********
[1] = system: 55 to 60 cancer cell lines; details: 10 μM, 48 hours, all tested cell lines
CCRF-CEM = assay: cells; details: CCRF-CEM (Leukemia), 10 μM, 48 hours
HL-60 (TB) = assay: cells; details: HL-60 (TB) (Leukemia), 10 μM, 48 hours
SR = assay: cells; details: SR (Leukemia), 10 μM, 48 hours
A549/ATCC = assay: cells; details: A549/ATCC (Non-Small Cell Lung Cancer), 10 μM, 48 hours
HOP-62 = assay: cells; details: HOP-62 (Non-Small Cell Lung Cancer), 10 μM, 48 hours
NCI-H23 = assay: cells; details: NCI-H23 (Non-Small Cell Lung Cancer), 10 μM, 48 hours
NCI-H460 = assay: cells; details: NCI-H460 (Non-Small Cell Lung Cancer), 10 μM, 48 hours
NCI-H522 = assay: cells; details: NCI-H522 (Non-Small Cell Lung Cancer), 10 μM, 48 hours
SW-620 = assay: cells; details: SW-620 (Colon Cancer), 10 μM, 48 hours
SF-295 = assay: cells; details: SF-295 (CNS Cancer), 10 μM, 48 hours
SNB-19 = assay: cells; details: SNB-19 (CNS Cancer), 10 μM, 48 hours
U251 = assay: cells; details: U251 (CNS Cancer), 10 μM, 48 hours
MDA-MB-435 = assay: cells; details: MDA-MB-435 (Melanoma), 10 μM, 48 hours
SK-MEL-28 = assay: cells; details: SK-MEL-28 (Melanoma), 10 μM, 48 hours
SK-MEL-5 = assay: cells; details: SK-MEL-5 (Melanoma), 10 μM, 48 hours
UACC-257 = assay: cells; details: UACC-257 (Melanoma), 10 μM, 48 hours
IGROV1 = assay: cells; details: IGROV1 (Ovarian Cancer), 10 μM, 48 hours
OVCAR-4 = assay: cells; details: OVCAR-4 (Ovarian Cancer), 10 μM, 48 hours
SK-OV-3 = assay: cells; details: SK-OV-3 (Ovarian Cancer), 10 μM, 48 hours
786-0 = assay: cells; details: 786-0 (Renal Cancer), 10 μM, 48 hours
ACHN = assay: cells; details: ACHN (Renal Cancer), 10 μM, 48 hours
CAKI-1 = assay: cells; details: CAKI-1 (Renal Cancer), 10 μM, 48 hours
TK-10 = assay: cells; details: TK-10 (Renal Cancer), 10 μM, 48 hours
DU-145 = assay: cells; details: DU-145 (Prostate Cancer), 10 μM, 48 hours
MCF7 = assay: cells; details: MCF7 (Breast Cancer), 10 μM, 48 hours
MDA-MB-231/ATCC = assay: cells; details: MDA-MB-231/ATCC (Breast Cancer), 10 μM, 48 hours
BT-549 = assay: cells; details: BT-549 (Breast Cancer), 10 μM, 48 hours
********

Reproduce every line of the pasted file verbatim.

[1] = system: 55 to 60 cancer cell lines; details: 10 μM, 48 hours, all tested cell lines
CCRF-CEM = assay: cells; details: CCRF-CEM (Leukemia), 10 μM, 48 hours
HL-60 (TB) = assay: cells; details: HL-60 (TB) (Leukemia), 10 μM, 48 hours
SR = assay: cells; details: SR (Leukemia), 10 μM, 48 hours
A549/ATCC = assay: cells; details: A549/ATCC (Non-Small Cell Lung Cancer), 10 μM, 48 hours
HOP-62 = assay: cells; details: HOP-62 (Non-Small Cell Lung Cancer), 10 μM, 48 hours
NCI-H23 = assay: cells; details: NCI-H23 (Non-Small Cell Lung Cancer), 10 μM, 48 hours
NCI-H460 = assay: cells; details: NCI-H460 (Non-Small Cell Lung Cancer), 10 μM, 48 hours
NCI-H522 = assay: cells; details: NCI-H522 (Non-Small Cell Lung Cancer), 10 μM, 48 hours
SW-620 = assay: cells; details: SW-620 (Colon Cancer), 10 μM, 48 hours
SF-295 = assay: cells; details: SF-295 (CNS Cancer), 10 μM, 48 hours
SNB-19 = assay: cells; details: SNB-19 (CNS Cancer), 10 μM, 48 hours
U251 = assay: cells; details: U251 (CNS Cancer), 10 μM, 48 hours
MDA-MB-435 = assay: cells; details: MDA-MB-435 (Melanoma), 10 μM, 48 hours
SK-MEL-28 = assay: cells; details: SK-MEL-28 (Melanoma), 10 μM, 48 hours
SK-MEL-5 = assay: cells; details: SK-MEL-5 (Melanoma), 10 μM, 48 hours
UACC-257 = assay: cells; details: UACC-257 (Melanoma), 10 μM, 48 hours
IGROV1 = assay: cells; details: IGROV1 (Ovarian Cancer), 10 μM, 48 hours
OVCAR-4 = assay: cells; details: OVCAR-4 (Ovarian Cancer), 10 μM, 48 hours
SK-OV-3 = assay: cells; details: SK-OV-3 (Ovarian Cancer), 10 μM, 48 hours
786-0 = assay: cells; details: 786-0 (Renal Cancer), 10 μM, 48 hours
ACHN = assay: cells; details: ACHN (Renal Cancer), 10 μM, 48 hours
CAKI-1 = assay: cells; details: CAKI-1 (Renal Cancer), 10 μM, 48 hours
TK-10 = assay: cells; details: TK-10 (Renal Cancer), 10 μM, 48 hours
DU-145 = assay: cells; details: DU-145 (Prostate Cancer), 10 μM, 48 hours
MCF7 = assay: cells; details: MCF7 (Breast Cancer), 10 μM, 48 hours
MDA-MB-231/ATCC = assay: cells; details: MDA-MB-231/ATCC (Breast Cancer), 10 μM, 48 hours
BT-549 = assay: cells; details: BT-549 (Breast Cancer), 10 μM, 48 hours